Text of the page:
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What’s the Difference Between a Jewelry Marketing Strategy and Plan?

Jewelry entrepreneurs often use the terms “marketing strategy” and “marketing plan” interchangeably. However, the two things are not the same, and you actually need both for your jewelry business. In this blog post, we’ll discuss how the two documents differ and how you can start putting both together.

When you first launched your jewelry business, you may have put together a business plan, which would serve as the roadmap for your business. It probably included elements like a company overview, some information about your business model and products, information about the people involved in your business, and more. You may have even included a section about your approach to marketing and sales.

When was the last time you revisited your business plan and your section about marketing in particular? In 2019, 50% of business owners did not establish any marketing goals, according to the results of a report from Outbound Engine. In addition, 50% of those surveyed did not have a marketing plan for the year, and 58% only spent five hours or fewer on marketing each week. If you don’t have a marketing strategy and plan, then your business is probably lacking direction and vision.

Marketing strategy

A marketing strategy basically describes the “why” and “what” of your marketing. In a larger organization, the marketing strategy would be handled by the chief marketing officer or CMO. In a small business, the business owner – working alongside a marketing consultant – would be very closely involved in the development of the marketing strategy. Overall, a marketing strategy should unite everyone on your team, especially anyone who’s involved in marketing decision-making or execution.

Typically, a marketing strategy establishes your big-picture goals, so it will run parallel to your overall business strategy, mission statement, and brand identity and values. It may change and evolve over time but should not change as much as the plan, since a strategy ultimately describes what you want to achieve and aligns your marketing vision with your long-term business goals. If you make a major business decision like changing your pricing, then you’ll want your marketing strategy to support the new business goal.

The elements of a marketing strategy will vary from one business to another, but typically a strategy includes a Competitive Analysis, Customer Personas, your marketing budget, your unique selling proposition, an audit of your brand’s strengths and weaknesses, your goals, and your marketing mix (all the channels, platforms, and tactics you’ll be using for your marketing).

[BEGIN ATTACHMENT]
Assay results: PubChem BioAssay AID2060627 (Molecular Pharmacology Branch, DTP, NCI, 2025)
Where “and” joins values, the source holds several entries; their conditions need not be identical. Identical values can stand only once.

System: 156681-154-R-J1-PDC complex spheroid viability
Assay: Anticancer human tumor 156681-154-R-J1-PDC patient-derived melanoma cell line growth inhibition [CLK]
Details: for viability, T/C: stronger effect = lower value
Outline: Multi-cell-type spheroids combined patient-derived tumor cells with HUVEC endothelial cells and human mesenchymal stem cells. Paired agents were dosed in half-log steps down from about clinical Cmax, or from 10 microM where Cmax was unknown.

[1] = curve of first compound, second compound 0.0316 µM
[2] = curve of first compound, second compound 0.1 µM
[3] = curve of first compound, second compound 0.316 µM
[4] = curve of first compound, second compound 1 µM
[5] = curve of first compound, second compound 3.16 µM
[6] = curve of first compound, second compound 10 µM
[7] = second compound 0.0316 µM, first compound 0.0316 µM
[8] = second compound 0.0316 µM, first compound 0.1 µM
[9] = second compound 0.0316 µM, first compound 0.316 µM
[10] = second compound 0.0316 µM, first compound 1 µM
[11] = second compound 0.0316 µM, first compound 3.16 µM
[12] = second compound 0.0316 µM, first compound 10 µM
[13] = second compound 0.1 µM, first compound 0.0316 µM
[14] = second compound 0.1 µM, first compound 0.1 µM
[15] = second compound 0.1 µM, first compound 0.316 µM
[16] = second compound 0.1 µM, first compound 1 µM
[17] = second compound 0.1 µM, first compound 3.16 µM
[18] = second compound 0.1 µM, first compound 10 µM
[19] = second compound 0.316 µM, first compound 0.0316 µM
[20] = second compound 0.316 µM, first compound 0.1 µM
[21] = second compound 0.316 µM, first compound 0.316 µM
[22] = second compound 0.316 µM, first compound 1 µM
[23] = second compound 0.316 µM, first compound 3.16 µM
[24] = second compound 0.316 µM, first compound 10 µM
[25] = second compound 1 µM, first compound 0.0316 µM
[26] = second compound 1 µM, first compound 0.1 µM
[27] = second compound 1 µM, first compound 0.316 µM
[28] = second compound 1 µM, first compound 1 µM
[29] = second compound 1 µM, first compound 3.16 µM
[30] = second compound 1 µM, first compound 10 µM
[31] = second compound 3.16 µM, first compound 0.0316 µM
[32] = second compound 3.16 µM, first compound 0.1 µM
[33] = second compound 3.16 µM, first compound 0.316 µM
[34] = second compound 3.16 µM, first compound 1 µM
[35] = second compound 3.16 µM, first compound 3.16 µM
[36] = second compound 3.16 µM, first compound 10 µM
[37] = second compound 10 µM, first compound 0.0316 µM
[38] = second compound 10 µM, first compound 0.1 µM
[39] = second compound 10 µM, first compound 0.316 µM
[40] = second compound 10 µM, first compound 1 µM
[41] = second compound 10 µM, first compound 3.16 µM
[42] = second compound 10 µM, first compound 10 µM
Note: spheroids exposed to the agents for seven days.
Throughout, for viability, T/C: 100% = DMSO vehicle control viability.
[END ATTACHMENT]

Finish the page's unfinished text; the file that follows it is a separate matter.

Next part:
Marketing plan

In contrast, your marketing plan is the “how” of your marketing. In most organizations, the marketing plan is handled by a marketing manager, who oversees all the moving parts of the plan. A marketing consultant can also help a small business owner devise the appropriate roadmap.

The plan is usually a short-term, tactical guide that describes the campaigns you’ll be implementing to support your marketing strategy, and it should be specific and measurable. For example, your plan may involve a six-month timeline and include details about how you’ll be handling your social media posts and on which platforms, or it could involve a year-long timeline and include details about your approach to email marketing.

A marketing plan will vary greatly based on your individual marketing initiative, but in general it should specify your tactics, the channels and tools you’ll need, any collaborators or stakeholders, your budget, your key performance indicators, the metrics you’ll be using to track your success, and your timeline.

No matter what, you’ll need both a marketing strategy and a marketing plan for your jewelry business because you can’t execute the “how” of your marketing without knowing the “what”, and you won’t get anywhere with your “what” unless you also have a “how”.

Making the most of your strategy and plan

To make the most of your marketing strategy and plan, you’ll want to get used to setting SMART marketing goals. The acronym SMART was first coined in 1981 by George T. Doran, a consultant and former director of corporate planning for Washington Water Power Company. In a paper titled “There’s a S.M.A.R.T. Way to Write Management’s Goals and Objectives”, he designated five key adjectives that should always be associated with a SMART goal: specific, measurable, attainable, relevant, and time-based.

To set your SMART marketing goal, you’ll want to be Specific about what you want to accomplish, determine how you’ll want to Measure and assess your progress, keep the goal Attainable, make the goal Relevant to your overall business goals and target customer, and ensure the goal is Time-Based.

In your head, you probably already know exactly what you’d like your marketing to achieve. However, if you don’t commit your strategy to paper (or a digital document), then you’ll never be able to share it with anyone, and you may forget some important aspects. According to data from CoSchedule, “marketers who document their marketing strategy are 538% more likely to report success than those who don’t” (Source). Even if you’re just beginning your journey as a jewelry business owner, and you’re not sure about your strategy, you must document it. Take action; don’t let “analysis paralysis” hold you back from laying the foundation for your marketing strategy. Of course, you’ll also want to record your plan, so that every person who’s involved in executing it knows what to do and what’s expected. Even if you’re the only person creating and executing the marketing plan, you need a guide that will keep you accountable and on track.